Be very careful comparing Illinois’s approach to the one taken by Wisconsin’s DNR.  Wisconsin’s deer management program may go down in history as one big blunder.  I’m fairly certain the ineffectiveness of Wisconsin program has cost several state employees their jobs.     Current data (2013-14) actually reflects a 49% increase in chronic wasting disease in Illinois. In your opinion, what is the best method the IDNR could use to take CWD samples in the future?


 Jeff: There are ZERO deer tested during archery season and ZERO tested in the late seasons including “CWD” season. The opportunity to test is there with animals harvested by the hunters.  It’s wrong that so many deer are harvested throughout the seasons yet go untested.  Thousands of opportunities go to waste each year. That’s what makes it so easy to question the DNR’s motives.

I believe the strategy in place seems “not effective” because of the number of cases claimed to be out there still.   It’s a moving number to support “culling”.  I don’t believe chronic wasting disease is being mismanaged.  I do question the driving factor for culling.  During the aggressive culling we experienced the last couple years, we were told the disease is still on the climb.  Do we question the management strategy or do we question the integrity of the numbers given?   What do you believe is the actual objective is behind the culls?

Jeff:   Herd reduction or eradication funded by God knows who at this point.  My guess would be that a few insurance companies and the Farm Bureau might be in a better position to answer that.   Put yourself in the roll of Director of the IDNR.  What would your management strategy be to control the spread of chronic wasting disease?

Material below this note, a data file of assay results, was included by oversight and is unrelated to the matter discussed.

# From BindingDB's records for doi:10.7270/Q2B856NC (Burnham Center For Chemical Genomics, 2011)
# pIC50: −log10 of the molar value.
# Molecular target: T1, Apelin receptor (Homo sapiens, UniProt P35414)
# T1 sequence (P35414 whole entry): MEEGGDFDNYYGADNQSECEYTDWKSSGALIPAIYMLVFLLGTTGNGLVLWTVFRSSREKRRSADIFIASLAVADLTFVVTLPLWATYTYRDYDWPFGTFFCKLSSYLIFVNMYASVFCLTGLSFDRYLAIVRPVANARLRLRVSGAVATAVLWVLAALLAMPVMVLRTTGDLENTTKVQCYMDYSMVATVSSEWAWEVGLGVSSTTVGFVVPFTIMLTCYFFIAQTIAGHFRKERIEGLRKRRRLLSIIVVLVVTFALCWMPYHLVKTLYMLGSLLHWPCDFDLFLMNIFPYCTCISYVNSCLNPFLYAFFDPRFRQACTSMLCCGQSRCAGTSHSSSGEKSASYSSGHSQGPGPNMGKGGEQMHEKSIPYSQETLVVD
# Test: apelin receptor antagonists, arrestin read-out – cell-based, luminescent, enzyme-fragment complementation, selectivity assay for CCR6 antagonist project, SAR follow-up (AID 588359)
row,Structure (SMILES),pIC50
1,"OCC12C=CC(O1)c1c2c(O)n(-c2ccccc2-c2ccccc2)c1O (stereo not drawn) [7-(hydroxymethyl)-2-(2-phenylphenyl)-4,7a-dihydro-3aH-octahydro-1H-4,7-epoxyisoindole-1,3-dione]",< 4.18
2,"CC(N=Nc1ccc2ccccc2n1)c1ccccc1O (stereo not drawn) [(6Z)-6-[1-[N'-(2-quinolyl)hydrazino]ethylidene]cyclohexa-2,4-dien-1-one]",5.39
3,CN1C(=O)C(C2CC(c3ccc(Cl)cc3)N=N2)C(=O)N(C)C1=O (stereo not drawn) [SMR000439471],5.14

Jeff:  I would need crystal clear confirmation that chronic wasting disease is as wide spread as reported; if herd reduction was deemed necessary.  Offer more hunting opportunities such as starting archery season earlier and a longer youth season.  Hunters would have an opportunity to actually put the resources to good use (mainly the meat).  The opportunity to sell more permits would also drive more revenue to aid in further research.   It’s clear you are not for culling in this situation, are there any situations where you believe the use of culling/herd reduction is needed?

Jeff:  Only in areas absolutely over run with deer.   50+ deer per square mile based on the habitat and location of that deer density.   Jeff that is all I have for you.  What would you like to add that I may have left out of my questions?

Jeff:   Why hasn’t the IDNR been more open or approachable for hunters?  We buy licenses, permits and habitat stamps.  We (residents) pay property taxes, we DO have a financial (dare I say legal?) interest in how the herd is handled.  Hunters should have some type of say in how it’s done! would like to thank Jeff O’Hare for taking the time to speak with us and discussing his concerns with what the IDNR is currently utilizing to control CWD.   Judging from our interview with Jeff, there may indeed be other agendas behind the aggressive deer culling taking place across Northern Illinois.


About Author

Jason is a husband and father who spends any available moment in the outdoors whether hunting or fishing. As aPro staff member for Black Eagle arros and field staff for PSE, Jason is always striving to find the best way to increase his chances in the field and is more than willing to share what he knows with others.